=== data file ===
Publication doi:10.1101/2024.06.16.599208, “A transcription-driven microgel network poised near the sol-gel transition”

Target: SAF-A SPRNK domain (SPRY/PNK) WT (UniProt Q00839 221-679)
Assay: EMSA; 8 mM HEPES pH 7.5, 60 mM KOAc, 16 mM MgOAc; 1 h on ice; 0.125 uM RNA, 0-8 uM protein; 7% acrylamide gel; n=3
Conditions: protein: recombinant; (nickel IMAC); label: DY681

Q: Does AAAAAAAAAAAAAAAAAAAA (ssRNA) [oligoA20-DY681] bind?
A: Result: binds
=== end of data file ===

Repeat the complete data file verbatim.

Publication doi:10.1101/2024.06.16.599208, “A transcription-driven microgel network poised near the sol-gel transition”

Target: SAF-A SPRNK domain (SPRY/PNK) WT (UniProt Q00839 221-679)
Assay: EMSA; 8 mM HEPES pH 7.5, 60 mM KOAc, 16 mM MgOAc; 1 h on ice; 0.125 uM RNA, 0-8 uM protein; 7% acrylamide gel; n=3
Conditions: protein: recombinant; (nickel IMAC); label: DY681

Q: Does AAAAAAAAAAAAAAAAAAAA (ssRNA) [oligoA20-DY681] bind?
A: Result: binds